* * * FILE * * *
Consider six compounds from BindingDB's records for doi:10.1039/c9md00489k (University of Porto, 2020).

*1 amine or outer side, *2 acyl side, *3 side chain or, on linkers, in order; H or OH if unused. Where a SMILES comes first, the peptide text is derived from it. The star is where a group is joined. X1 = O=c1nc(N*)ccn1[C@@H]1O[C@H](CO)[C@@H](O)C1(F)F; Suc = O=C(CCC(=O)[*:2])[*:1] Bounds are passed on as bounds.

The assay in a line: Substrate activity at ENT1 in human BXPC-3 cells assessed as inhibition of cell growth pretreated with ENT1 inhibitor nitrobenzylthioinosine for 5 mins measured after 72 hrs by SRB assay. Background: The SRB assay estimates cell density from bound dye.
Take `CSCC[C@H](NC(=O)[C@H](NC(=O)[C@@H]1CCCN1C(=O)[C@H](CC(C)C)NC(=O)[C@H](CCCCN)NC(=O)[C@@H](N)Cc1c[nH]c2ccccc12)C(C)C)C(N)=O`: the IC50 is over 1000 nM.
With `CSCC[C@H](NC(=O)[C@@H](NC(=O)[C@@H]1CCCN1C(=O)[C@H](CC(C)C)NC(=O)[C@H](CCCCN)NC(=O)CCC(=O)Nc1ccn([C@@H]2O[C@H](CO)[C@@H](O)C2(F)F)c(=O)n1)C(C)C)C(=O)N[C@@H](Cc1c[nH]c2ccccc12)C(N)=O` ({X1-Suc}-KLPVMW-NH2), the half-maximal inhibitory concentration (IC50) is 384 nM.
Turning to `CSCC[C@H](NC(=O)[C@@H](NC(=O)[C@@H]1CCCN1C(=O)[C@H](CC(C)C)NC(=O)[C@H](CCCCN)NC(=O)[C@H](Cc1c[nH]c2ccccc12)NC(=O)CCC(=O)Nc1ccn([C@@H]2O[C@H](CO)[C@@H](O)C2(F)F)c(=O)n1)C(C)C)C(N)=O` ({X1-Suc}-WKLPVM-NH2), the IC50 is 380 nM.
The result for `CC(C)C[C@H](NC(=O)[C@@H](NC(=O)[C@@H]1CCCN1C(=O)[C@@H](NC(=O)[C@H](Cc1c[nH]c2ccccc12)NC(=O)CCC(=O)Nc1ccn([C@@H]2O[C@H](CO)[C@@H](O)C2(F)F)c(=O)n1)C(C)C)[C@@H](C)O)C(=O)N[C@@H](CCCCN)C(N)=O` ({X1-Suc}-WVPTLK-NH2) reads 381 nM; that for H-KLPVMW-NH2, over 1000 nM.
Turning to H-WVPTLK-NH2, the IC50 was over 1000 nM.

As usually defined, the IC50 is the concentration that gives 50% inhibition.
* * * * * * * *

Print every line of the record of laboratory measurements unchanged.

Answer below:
Consider six compounds from BindingDB's records for doi:10.1039/c9md00489k (University of Porto, 2020).

*1 amine or outer side, *2 acyl side, *3 side chain or, on linkers, in order; H or OH if unused. Where a SMILES comes first, the peptide text is derived from it. The star is where a group is joined. X1 = O=c1nc(N*)ccn1[C@@H]1O[C@H](CO)[C@@H](O)C1(F)F; Suc = O=C(CCC(=O)[*:2])[*:1] Bounds are passed on as bounds.

The assay in a line: Substrate activity at ENT1 in human BXPC-3 cells assessed as inhibition of cell growth pretreated with ENT1 inhibitor nitrobenzylthioinosine for 5 mins measured after 72 hrs by SRB assay. Background: The SRB assay estimates cell density from bound dye.
Take `CSCC[C@H](NC(=O)[C@H](NC(=O)[C@@H]1CCCN1C(=O)[C@H](CC(C)C)NC(=O)[C@H](CCCCN)NC(=O)[C@@H](N)Cc1c[nH]c2ccccc12)C(C)C)C(N)=O`: the IC50 is over 1000 nM.
With `CSCC[C@H](NC(=O)[C@@H](NC(=O)[C@@H]1CCCN1C(=O)[C@H](CC(C)C)NC(=O)[C@H](CCCCN)NC(=O)CCC(=O)Nc1ccn([C@@H]2O[C@H](CO)[C@@H](O)C2(F)F)c(=O)n1)C(C)C)C(=O)N[C@@H](Cc1c[nH]c2ccccc12)C(N)=O` ({X1-Suc}-KLPVMW-NH2), the half-maximal inhibitory concentration (IC50) is 384 nM.
Turning to `CSCC[C@H](NC(=O)[C@@H](NC(=O)[C@@H]1CCCN1C(=O)[C@H](CC(C)C)NC(=O)[C@H](CCCCN)NC(=O)[C@H](Cc1c[nH]c2ccccc12)NC(=O)CCC(=O)Nc1ccn([C@@H]2O[C@H](CO)[C@@H](O)C2(F)F)c(=O)n1)C(C)C)C(N)=O` ({X1-Suc}-WKLPVM-NH2), the IC50 is 380 nM.
The result for `CC(C)C[C@H](NC(=O)[C@@H](NC(=O)[C@@H]1CCCN1C(=O)[C@@H](NC(=O)[C@H](Cc1c[nH]c2ccccc12)NC(=O)CCC(=O)Nc1ccn([C@@H]2O[C@H](CO)[C@@H](O)C2(F)F)c(=O)n1)C(C)C)[C@@H](C)O)C(=O)N[C@@H](CCCCN)C(N)=O` ({X1-Suc}-WVPTLK-NH2) reads 381 nM; that for H-KLPVMW-NH2, over 1000 nM.
Turning to H-WVPTLK-NH2, the IC50 was over 1000 nM.

As usually defined, the IC50 is the concentration that gives 50% inhibition.